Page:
Can You Make an Algorithm Walk the Plank?


Google shivered some timbers this week when it was revealed that the company is thinking about floating some of its data centers out to sea and anchoring its supercomputers on barges in international waters. The plan would reduce Google’s tax exposure and could drive down energy costs if the barges are able to capture wave power.

The news got us to thinking: Google expends a lot of effort protecting its users’ personal data from hackers and identity pirates; but wouldn’t a floating supercomputer with terabytes of valuable personal data be a rich target for honest-to-goodness high-seas pirates?

To find out, we asked our resident pirate expert, George Mason University economist Peter Leeson. His thoughts are below:

The situation with Google’s latest proposal is an interesting one: to avoid “political pirates” (a.k.a. the taxman), the company may risk making their data centers vulnerable to traditional sea pirates, who might very well sell stolen information to “intellectual property pirates.” It’s a veritable triangle of piracy involving a different kind of theft at each “corner.”

The danger of modern sea piracy is only significant in a handful of places, such as off the east coast of Africa and the Straits of Malacca, where it’s unlikely Google would float its data centers. Still, there remains some risk of sea scoundrels plundering the company’s precious booty no matter where it floats its data centers.

What’s interesting, then, is what Google’s proposal tells us about the kinds of pirates the company sees as posing the greatest threat to its profit. Apparently “political pirates” pose a greater threat to Google’s property than the seafaring kind do. If not, the company wouldn’t be willing to trade an increased chance of plunder by sea bandits for a reduced chance of plunder by government.

For more locations Google might not want to float its “computer navy,” check out the International Maritime Bureau’s live Piracy Attacks Map for 2008.

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  1. Kate says:

    Google Motto #1: Don’t be evil.

    Google Motto #2: Goonies never say die.

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  2. PaulK says:

    Unlike TV shows and movies where anyone can walk up to the most powerful computers and just casually login, big server farms are not designed to make it easy to “plunder” the data. Those pirates would more easily steal oil from an offshore oil platform.

    The bigger problem may be the cost of servicing and supporting such a server system, especially in terms of moving data on and off cheaply enough. But, the cost of land in some places is so high, and the cost of cooling is so expensive, that this could overcome the other costs. Forget energy harvesting, consider just cooling using a pump system from the water below.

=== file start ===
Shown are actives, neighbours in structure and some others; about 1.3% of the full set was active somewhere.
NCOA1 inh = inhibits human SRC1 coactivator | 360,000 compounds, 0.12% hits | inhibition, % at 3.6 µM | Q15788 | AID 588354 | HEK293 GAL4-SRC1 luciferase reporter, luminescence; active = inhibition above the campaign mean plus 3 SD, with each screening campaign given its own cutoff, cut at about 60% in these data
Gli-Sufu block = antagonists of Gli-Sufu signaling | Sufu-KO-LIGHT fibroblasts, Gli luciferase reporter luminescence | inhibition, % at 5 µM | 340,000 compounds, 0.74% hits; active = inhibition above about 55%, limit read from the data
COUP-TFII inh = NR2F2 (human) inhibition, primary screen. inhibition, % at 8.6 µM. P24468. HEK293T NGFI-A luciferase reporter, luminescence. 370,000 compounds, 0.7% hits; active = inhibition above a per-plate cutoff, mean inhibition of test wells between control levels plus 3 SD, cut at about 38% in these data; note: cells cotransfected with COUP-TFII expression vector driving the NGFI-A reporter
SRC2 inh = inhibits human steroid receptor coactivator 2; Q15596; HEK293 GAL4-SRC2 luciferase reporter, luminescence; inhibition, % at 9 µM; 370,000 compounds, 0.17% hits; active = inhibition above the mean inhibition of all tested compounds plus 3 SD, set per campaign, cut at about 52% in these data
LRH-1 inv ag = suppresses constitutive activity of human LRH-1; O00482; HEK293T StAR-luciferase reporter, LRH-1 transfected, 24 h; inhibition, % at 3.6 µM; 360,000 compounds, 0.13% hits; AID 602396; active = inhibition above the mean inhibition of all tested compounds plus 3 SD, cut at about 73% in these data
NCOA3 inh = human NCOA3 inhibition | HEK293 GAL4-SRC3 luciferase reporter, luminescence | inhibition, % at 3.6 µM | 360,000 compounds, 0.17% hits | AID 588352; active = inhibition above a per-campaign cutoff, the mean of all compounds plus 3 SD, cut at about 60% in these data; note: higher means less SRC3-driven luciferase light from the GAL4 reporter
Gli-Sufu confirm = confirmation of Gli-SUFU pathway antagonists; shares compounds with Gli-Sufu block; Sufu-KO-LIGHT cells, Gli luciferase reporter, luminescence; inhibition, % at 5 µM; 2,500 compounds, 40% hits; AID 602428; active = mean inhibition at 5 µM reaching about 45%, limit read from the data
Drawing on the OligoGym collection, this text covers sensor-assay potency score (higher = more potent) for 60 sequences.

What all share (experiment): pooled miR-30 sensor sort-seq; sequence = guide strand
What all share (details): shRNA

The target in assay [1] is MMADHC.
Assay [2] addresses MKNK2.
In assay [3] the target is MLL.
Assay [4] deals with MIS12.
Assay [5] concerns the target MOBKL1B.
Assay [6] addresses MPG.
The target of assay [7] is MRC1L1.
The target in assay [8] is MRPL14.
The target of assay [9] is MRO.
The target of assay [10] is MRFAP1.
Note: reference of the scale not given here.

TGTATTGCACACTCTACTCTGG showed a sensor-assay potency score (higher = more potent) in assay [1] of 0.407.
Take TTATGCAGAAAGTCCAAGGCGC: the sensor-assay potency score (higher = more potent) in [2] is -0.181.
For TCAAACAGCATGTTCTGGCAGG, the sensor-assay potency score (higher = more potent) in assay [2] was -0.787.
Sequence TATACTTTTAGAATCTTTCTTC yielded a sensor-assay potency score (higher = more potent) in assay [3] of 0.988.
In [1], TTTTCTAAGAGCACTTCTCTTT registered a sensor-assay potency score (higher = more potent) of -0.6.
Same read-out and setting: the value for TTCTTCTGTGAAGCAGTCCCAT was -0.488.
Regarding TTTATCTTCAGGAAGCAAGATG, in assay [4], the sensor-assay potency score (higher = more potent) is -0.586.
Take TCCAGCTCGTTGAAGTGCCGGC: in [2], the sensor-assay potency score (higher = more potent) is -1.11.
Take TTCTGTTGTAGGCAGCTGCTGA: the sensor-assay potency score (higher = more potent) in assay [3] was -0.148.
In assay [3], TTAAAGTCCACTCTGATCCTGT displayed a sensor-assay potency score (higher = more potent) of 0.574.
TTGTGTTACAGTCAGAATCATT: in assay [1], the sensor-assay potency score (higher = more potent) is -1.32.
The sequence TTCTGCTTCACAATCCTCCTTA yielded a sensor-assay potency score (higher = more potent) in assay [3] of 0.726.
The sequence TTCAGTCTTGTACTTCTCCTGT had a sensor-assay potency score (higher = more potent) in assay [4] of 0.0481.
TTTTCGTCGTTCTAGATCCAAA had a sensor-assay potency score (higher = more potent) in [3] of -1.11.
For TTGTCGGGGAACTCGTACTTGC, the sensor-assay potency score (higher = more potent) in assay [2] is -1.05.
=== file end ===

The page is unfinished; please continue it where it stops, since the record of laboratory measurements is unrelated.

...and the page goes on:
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  3. Mattt says:

    Interesting that you should post this just 3 days before International Talk Like A Pirate Day. Yarrr!

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  4. C. Alan Joyce says:

    Huh. Do Sergey and Larry belong to a book discussion group? Who wants to bet the group’s latest pick was Stephenson’s “Cryptonomicon”?

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  5. Boffo says:

    As long as Google encrypts the data (and doesn’t give anyone on the barge the keys), there’s no danger of data being stolen. Any danger of data being held hostage could be eliminated by multiple redundant back-ups in physically distributed locations.

    Pirates might still be interested in stealing the hardware. But how much of a black market is there for high end servers? And it seems like it would be easy enough to Google to arm the platforms well enough that it would be too risky a target for pirates.

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  6. Nick Johnson says:

    Boffo (5) makes a good point about encryption, though saying that there’s “no danger” is a bit of an overstatement: In order to actually work with the data, the machines would have to hold the keys in memory. Stealing the servers without powering them down, then extracting the keys would be significant technical challenges, though.

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  7. Shiloh says:

    I agree with Boffo. As long as the data is encrypted and the keys aren’t handed out to anybody the data will be perfectly safe. Besides, the idea of using waves to power the servers is a great idea.

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  8. Devon says:

    I can’t help but think back to the Hurricane Ike headlines about Oil rigs being compromised / threatened and the impact that had on the oil market. Recognizing of course that they probably wouldn’t select the Gulf to anchor their equipment – wouldn’t any water based facility be susceptible to similar threats and subsequent market influences?

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